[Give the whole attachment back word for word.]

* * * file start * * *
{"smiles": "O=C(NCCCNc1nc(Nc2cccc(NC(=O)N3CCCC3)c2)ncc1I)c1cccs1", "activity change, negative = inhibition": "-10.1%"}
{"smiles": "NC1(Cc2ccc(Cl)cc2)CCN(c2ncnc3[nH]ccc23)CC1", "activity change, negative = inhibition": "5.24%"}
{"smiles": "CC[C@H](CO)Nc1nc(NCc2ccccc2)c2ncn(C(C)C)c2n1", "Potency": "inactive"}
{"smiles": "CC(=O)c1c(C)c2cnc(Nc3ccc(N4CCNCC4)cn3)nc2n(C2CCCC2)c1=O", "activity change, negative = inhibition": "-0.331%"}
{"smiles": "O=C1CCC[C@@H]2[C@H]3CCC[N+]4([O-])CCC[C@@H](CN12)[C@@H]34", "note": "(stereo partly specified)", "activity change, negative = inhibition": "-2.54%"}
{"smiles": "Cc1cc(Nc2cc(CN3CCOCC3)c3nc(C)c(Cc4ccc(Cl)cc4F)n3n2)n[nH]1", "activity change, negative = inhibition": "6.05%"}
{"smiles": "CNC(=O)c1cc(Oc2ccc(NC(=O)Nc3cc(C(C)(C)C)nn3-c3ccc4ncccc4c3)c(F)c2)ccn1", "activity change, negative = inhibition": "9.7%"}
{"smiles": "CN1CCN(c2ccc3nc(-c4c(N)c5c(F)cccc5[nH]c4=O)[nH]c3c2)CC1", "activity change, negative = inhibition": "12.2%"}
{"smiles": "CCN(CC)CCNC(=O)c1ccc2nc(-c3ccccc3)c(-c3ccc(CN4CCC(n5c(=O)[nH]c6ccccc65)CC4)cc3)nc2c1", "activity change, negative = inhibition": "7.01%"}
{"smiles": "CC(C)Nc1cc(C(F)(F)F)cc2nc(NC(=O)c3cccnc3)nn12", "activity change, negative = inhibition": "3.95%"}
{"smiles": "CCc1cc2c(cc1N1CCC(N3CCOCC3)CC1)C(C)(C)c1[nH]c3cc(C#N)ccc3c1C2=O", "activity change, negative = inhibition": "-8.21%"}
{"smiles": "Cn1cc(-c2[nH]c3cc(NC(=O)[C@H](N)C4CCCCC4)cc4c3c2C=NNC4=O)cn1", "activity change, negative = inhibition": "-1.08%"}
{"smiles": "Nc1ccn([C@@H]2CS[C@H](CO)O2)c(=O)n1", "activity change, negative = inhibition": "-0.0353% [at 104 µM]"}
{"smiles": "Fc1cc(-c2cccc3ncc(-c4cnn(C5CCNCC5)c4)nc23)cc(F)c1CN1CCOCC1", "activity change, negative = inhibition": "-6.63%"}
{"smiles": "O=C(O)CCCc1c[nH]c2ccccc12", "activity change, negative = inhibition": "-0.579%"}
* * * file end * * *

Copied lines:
{"smiles": "O=C(NCCCNc1nc(Nc2cccc(NC(=O)N3CCCC3)c2)ncc1I)c1cccs1", "activity change, negative = inhibition": "-10.1%"}
{"smiles": "NC1(Cc2ccc(Cl)cc2)CCN(c2ncnc3[nH]ccc23)CC1", "activity change, negative = inhibition": "5.24%"}
{"smiles": "CC[C@H](CO)Nc1nc(NCc2ccccc2)c2ncn(C(C)C)c2n1", "Potency": "inactive"}
{"smiles": "CC(=O)c1c(C)c2cnc(Nc3ccc(N4CCNCC4)cn3)nc2n(C2CCCC2)c1=O", "activity change, negative = inhibition": "-0.331%"}
{"smiles": "O=C1CCC[C@@H]2[C@H]3CCC[N+]4([O-])CCC[C@@H](CN12)[C@@H]34", "note": "(stereo partly specified)", "activity change, negative = inhibition": "-2.54%"}
{"smiles": "Cc1cc(Nc2cc(CN3CCOCC3)c3nc(C)c(Cc4ccc(Cl)cc4F)n3n2)n[nH]1", "activity change, negative = inhibition": "6.05%"}
{"smiles": "CNC(=O)c1cc(Oc2ccc(NC(=O)Nc3cc(C(C)(C)C)nn3-c3ccc4ncccc4c3)c(F)c2)ccn1", "activity change, negative = inhibition": "9.7%"}
{"smiles": "CN1CCN(c2ccc3nc(-c4c(N)c5c(F)cccc5[nH]c4=O)[nH]c3c2)CC1", "activity change, negative = inhibition": "12.2%"}
{"smiles": "CCN(CC)CCNC(=O)c1ccc2nc(-c3ccccc3)c(-c3ccc(CN4CCC(n5c(=O)[nH]c6ccccc65)CC4)cc3)nc2c1", "activity change, negative = inhibition": "7.01%"}
{"smiles": "CC(C)Nc1cc(C(F)(F)F)cc2nc(NC(=O)c3cccnc3)nn12", "activity change, negative = inhibition": "3.95%"}
{"smiles": "CCc1cc2c(cc1N1CCC(N3CCOCC3)CC1)C(C)(C)c1[nH]c3cc(C#N)ccc3c1C2=O", "activity change, negative = inhibition": "-8.21%"}
{"smiles": "Cn1cc(-c2[nH]c3cc(NC(=O)[C@H](N)C4CCCCC4)cc4c3c2C=NNC4=O)cn1", "activity change, negative = inhibition": "-1.08%"}
{"smiles": "Nc1ccn([C@@H]2CS[C@H](CO)O2)c(=O)n1", "activity change, negative = inhibition": "-0.0353% [at 104 µM]"}
{"smiles": "Fc1cc(-c2cccc3ncc(-c4cnn(C5CCNCC5)c4)nc23)cc(F)c1CN1CCOCC1", "activity change, negative = inhibition": "-6.63%"}
{"smiles": "O=C(O)CCCc1c[nH]c2ccccc12", "activity change, negative = inhibition": "-0.579%"}